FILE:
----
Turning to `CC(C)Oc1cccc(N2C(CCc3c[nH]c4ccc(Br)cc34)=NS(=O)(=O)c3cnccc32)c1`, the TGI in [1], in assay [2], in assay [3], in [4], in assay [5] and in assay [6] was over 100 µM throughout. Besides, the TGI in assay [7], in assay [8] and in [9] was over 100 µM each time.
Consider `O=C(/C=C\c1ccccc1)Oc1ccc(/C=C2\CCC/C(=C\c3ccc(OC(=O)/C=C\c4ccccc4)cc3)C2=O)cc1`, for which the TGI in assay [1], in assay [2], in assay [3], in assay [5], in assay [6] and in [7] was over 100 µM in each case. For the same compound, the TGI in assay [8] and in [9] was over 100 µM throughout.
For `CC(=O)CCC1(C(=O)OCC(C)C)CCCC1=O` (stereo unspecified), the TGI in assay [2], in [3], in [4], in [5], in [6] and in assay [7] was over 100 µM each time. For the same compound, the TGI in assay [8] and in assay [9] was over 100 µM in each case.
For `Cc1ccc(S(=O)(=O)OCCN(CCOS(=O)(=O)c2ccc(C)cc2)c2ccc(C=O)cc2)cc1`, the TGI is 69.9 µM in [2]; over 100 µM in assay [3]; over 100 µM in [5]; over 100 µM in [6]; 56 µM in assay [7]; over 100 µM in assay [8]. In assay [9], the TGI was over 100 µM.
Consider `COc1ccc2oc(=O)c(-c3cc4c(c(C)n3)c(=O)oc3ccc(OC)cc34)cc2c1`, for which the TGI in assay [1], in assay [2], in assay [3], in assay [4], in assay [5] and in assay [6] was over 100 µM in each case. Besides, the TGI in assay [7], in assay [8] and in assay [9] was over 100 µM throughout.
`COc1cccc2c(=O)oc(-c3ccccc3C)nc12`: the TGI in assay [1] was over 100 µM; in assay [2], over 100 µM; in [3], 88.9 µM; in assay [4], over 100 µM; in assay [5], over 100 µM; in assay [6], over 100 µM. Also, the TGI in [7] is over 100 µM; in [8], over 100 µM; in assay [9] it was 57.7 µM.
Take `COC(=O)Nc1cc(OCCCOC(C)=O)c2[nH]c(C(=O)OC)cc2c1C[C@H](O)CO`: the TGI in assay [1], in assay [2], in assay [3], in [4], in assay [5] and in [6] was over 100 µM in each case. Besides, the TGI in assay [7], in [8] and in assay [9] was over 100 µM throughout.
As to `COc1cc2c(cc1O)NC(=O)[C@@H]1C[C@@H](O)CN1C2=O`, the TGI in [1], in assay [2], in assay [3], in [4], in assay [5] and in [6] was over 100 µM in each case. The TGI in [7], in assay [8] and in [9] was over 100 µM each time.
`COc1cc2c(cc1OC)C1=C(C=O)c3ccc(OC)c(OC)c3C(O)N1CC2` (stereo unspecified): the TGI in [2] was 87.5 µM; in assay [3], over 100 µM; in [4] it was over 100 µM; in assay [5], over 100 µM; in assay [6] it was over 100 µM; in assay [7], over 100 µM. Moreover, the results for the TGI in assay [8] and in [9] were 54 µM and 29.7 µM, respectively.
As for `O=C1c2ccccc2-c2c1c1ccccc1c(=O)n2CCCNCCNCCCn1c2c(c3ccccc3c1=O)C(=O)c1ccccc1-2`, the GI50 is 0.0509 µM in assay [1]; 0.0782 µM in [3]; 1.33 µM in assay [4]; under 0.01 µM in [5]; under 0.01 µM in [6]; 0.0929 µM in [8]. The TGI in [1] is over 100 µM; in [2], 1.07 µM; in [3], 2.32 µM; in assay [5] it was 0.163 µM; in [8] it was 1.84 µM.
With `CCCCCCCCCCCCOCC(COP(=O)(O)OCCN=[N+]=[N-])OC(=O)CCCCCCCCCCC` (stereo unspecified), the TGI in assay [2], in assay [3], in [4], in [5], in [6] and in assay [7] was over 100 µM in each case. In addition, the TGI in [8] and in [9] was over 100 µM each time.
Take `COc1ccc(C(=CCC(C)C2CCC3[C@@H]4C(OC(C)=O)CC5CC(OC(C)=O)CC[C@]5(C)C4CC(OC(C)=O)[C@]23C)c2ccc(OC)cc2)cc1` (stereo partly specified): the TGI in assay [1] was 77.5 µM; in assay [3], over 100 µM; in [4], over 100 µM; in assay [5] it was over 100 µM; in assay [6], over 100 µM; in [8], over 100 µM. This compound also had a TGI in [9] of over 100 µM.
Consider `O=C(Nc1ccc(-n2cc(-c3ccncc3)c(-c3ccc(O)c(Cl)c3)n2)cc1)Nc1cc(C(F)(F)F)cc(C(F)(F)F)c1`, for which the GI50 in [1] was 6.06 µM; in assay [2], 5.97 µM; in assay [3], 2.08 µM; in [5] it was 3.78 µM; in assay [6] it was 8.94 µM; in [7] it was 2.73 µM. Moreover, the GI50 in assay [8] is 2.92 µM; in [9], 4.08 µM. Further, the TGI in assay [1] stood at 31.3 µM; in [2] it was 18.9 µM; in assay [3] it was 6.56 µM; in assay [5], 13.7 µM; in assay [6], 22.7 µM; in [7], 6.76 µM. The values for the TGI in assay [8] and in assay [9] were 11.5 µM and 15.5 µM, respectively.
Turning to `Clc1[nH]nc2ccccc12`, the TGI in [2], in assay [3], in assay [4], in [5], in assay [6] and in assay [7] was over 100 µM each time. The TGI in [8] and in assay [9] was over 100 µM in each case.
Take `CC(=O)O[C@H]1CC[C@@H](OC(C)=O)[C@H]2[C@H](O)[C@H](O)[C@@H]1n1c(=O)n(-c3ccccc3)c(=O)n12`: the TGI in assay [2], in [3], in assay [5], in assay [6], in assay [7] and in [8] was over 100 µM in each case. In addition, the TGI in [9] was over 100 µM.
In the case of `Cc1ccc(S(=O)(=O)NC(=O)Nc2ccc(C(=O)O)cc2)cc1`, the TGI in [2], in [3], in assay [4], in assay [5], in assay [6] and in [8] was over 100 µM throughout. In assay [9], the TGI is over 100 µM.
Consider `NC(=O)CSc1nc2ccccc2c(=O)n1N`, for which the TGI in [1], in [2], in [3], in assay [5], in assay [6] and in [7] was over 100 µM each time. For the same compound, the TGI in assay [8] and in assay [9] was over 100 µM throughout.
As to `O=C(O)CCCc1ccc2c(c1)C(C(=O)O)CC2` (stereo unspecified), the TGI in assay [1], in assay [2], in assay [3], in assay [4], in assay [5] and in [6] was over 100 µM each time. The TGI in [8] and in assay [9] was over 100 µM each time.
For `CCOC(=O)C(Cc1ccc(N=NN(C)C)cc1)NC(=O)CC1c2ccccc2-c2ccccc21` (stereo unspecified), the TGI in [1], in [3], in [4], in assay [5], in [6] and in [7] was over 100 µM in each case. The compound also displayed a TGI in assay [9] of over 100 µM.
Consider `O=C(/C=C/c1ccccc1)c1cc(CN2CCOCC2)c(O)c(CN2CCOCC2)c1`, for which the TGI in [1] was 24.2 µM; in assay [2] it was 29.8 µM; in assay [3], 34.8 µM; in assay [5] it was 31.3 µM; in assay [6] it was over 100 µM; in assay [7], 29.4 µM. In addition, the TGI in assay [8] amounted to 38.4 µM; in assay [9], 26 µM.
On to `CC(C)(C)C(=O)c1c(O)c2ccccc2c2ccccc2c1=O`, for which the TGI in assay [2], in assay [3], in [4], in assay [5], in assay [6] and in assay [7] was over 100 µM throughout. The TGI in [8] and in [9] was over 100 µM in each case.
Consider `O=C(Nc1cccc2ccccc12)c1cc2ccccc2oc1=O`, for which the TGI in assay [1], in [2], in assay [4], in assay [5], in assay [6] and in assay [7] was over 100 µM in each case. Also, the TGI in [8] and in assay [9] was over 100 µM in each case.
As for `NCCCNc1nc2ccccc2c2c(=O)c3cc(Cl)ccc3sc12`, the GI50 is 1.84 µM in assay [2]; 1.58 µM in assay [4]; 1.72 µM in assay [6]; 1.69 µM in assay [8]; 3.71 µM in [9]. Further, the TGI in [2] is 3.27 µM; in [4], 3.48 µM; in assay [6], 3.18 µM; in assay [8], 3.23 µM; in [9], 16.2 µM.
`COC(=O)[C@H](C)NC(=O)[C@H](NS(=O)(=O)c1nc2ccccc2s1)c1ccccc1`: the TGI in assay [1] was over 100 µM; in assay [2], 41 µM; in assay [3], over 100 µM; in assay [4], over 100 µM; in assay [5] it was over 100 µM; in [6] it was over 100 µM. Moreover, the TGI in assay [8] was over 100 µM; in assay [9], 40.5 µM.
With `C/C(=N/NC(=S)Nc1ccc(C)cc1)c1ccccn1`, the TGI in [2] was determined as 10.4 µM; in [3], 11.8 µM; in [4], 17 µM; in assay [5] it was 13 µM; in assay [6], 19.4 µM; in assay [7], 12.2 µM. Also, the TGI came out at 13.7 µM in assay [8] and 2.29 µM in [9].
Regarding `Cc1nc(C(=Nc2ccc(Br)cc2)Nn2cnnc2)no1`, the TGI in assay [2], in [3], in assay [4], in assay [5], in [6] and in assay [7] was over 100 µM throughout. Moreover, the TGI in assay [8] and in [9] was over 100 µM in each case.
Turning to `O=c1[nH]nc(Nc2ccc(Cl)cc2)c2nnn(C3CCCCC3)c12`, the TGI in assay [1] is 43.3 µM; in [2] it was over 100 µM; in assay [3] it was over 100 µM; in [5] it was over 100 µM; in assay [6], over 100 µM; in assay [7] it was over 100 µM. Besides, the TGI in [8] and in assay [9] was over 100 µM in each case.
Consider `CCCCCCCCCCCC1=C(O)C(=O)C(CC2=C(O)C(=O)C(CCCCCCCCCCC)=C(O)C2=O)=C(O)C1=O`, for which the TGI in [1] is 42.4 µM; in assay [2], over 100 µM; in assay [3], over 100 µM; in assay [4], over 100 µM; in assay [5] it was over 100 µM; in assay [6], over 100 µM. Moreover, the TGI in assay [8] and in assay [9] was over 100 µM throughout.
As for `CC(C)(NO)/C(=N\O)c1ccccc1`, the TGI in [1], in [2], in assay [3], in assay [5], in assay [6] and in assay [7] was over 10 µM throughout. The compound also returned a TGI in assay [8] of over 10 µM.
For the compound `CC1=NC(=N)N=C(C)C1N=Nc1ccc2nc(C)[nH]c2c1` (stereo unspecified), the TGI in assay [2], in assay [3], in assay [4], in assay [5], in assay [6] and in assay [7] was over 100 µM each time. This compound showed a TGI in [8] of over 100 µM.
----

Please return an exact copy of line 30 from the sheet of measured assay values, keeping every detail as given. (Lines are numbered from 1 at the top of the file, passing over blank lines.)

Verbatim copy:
For the compound `CC1=NC(=N)N=C(C)C1N=Nc1ccc2nc(C)[nH]c2c1` (stereo unspecified), the TGI in assay [2], in assay [3], in assay [4], in assay [5], in assay [6] and in assay [7] was over 100 µM each time. This compound showed a TGI in [8] of over 100 µM.